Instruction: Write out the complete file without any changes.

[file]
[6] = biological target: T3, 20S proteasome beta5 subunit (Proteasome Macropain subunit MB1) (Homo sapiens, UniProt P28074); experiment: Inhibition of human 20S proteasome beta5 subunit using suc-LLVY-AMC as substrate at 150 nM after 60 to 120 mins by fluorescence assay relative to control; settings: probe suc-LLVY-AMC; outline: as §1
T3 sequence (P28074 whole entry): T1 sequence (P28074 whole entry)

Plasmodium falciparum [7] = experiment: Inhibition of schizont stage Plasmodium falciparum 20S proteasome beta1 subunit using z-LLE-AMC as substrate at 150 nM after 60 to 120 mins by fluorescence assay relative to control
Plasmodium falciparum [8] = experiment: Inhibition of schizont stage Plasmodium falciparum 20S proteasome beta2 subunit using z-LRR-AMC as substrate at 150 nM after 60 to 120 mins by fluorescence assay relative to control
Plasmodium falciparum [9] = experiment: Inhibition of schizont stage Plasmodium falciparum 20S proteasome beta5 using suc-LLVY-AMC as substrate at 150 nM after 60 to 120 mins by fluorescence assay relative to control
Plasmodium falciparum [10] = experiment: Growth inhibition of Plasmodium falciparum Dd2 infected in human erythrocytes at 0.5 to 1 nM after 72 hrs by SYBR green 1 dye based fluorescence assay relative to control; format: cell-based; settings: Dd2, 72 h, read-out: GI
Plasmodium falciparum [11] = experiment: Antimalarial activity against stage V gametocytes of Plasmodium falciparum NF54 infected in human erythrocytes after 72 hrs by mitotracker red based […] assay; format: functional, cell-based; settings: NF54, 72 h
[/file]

[6] = biological target: T3, 20S proteasome beta5 subunit (Proteasome Macropain subunit MB1) (Homo sapiens, UniProt P28074); experiment: Inhibition of human 20S proteasome beta5 subunit using suc-LLVY-AMC as substrate at 150 nM after 60 to 120 mins by fluorescence assay relative to control; settings: probe suc-LLVY-AMC; outline: as §1
T3 sequence (P28074 whole entry): T1 sequence (P28074 whole entry)

Plasmodium falciparum [7] = experiment: Inhibition of schizont stage Plasmodium falciparum 20S proteasome beta1 subunit using z-LLE-AMC as substrate at 150 nM after 60 to 120 mins by fluorescence assay relative to control
Plasmodium falciparum [8] = experiment: Inhibition of schizont stage Plasmodium falciparum 20S proteasome beta2 subunit using z-LRR-AMC as substrate at 150 nM after 60 to 120 mins by fluorescence assay relative to control
Plasmodium falciparum [9] = experiment: Inhibition of schizont stage Plasmodium falciparum 20S proteasome beta5 using suc-LLVY-AMC as substrate at 150 nM after 60 to 120 mins by fluorescence assay relative to control
Plasmodium falciparum [10] = experiment: Growth inhibition of Plasmodium falciparum Dd2 infected in human erythrocytes at 0.5 to 1 nM after 72 hrs by SYBR green 1 dye based fluorescence assay relative to control; format: cell-based; settings: Dd2, 72 h, read-out: GI
Plasmodium falciparum [11] = experiment: Antimalarial activity against stage V gametocytes of Plasmodium falciparum NF54 infected in human erythrocytes after 72 hrs by mitotracker red based […] assay; format: functional, cell-based; settings: NF54, 72 h